Earlier this year The Careers & Enterprise Company published its report on research into how the Careers Leader role is being delivered in practice. The survey of 750 schools took place in March and April 2019. One of the key findings was that although the time spent by careers leaders on the role is, on average, almost double the amount reported ten years ago, 84% of schools still cited time as the principal barrier to delivering the role effectively.
32 years ago the NACGT (later to become ACEG, one of the legacy bodies that merged with others in 2013 to establish the CDI) published the results of a similar survey. The strapline on the front cover of the report was “no training, not enough time, not enough money”. I’m pleased to say that, at long last, the government has got round to tackling the first of those issues but time and money remain challenges. The perception that the time available is insufficient to do the job echoes across the decades.
So what can schools and careers leaders do about this? Of course it would make a real difference if senior leadership teams could allocate more hours to the role, but we need to be realistic about the financial pressures on schools today. This does not mean that careers leaders should stop presenting the case for such increases in time but there are also ways of making best use of the time currently available.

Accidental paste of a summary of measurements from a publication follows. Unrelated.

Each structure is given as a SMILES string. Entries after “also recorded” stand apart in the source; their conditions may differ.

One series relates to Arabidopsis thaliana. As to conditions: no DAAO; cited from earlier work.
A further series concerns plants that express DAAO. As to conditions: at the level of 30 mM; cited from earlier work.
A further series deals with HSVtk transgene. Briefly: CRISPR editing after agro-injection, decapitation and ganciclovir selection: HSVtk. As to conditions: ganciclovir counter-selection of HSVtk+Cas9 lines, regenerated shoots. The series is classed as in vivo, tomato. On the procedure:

The first approach is to make sure the time that is allocated to careers leadership in the school is used for leading, managing, co-ordinating and networking, and not taken up with more routine organisation and administrative tasks. Many schools have recognised the benefits of appointing a member of the support staff to the role of careers assistant or careers administrator. Evidence indicates that having someone in such a role for just a few hours a week makes a real difference. And bespoke training is now available for this support role as the CDI offers a two-day course for careers assistants, with the option of accreditation at QCF Level 4.
The second approach is to appoint a member of staff to the role of assistant careers leader. There is certainly enough work to go around. There are a variety of ways of dividing up the tasks of careers leadership between two individuals: for example, by taking responsibility for different key stages, or for different benchmarks. As well as sharing the workload, creating the post of assistant careers leader can have the added bonus of giving you a colleague with whom to share ideas. It also helps with succession planning by providing a degree of continuity should you move on in your own career (but that’s a topic for a future article!).
I suspect there will never be enough time to do everything you want to do but appointing a careers assistant or an assistant careers leader (or ideally both) can help you make best use of the time that is available and begin to build a careers leadership team.
David Andrews is an independent consultant, a former policy adviser to the CDI and co-author of The Careers Leader Handbook